You’re better off focusing on a more strategic drilling pattern that keeps you close to all your holes, making it easier to manage your lines and maximize your chances of a good catch.
Circular or Star Pattern: The Smart Way
Now, here’s my go-to strategy:
I pick a central location, usually a spot where I’ve had success during the open-water season. Then, I drill holes in a circular or star pattern around that point.
Because it keeps me close to all my holes, making it easier to monitor each one. I keep the radius less than 10 yards so I can quickly move from hole to hole without breaking a sweat.
Varying Depths: Don’t Put All Your Eggs in One Basket
Crappie are unpredictable, especially when it comes to their preferred depth.
I mean, one minute they’re near the surface, the next they’re hugging the bottom.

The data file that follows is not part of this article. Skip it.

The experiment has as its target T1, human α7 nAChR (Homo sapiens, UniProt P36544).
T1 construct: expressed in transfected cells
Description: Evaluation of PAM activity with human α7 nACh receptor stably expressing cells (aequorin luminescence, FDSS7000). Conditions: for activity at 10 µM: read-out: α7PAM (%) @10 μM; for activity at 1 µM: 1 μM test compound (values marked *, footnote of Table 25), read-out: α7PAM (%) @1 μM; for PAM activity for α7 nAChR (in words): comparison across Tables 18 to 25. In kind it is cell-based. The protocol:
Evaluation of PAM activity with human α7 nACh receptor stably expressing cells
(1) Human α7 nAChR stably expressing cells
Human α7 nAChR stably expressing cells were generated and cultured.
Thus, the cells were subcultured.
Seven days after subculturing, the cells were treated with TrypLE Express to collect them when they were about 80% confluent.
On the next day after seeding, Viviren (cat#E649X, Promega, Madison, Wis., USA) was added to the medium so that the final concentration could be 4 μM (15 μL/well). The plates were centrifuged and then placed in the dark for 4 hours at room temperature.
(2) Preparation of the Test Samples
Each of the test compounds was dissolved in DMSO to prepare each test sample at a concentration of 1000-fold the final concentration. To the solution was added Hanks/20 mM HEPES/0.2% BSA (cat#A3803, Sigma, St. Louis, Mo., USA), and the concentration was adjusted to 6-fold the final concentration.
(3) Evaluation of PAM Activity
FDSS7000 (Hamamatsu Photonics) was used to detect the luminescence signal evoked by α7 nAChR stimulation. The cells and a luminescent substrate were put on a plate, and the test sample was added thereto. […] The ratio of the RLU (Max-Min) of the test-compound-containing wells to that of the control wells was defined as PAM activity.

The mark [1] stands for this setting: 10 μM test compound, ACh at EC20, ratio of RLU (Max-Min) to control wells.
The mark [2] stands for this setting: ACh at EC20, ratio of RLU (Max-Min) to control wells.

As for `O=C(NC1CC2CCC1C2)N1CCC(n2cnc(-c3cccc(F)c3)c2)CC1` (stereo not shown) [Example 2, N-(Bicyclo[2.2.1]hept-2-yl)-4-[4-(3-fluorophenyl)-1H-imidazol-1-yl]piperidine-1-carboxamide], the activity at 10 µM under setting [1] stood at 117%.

So, I hedge my bets. I drill holes at different depths—some in shallower water, some in deeper zones.
This way, if I notice the crappie are favoring a particular depth, I can quickly switch my setup.
Technology is Your Friend: Using Fish Finders
If you’re new to a lake, or even if you’re a seasoned pro, technology can give you a serious edge. I’m talking about fish finders that can scan through the ice.
Just place it on the ice, and boom, you’ve got a window into the underwater world. It can show you where the crappie are hanging out, saving you the guesswork and the drilling time.
Once my holes are drilled and I’m ready to fish, I don’t just throw the same bait into each hole. That’s like ordering the same dish at a buffet; you’re missing out on variety.
Some holes get live minnows, others get waxworms or jigs. Then, it’s a matter of observation.
If the crappie are hitting the minnows hard, I switch all my setups to minnows. It’s like tuning into the crappie’s wavelength and giving them what they want.
The Role of Lights in Night Fishing
Alright, you’ve got your holes, your bait, and a strategy.
But what about lighting?
Trust me, when the sun goes down, lighting is going to be your best friend.
The Lure of Luminescence: Why Light Matters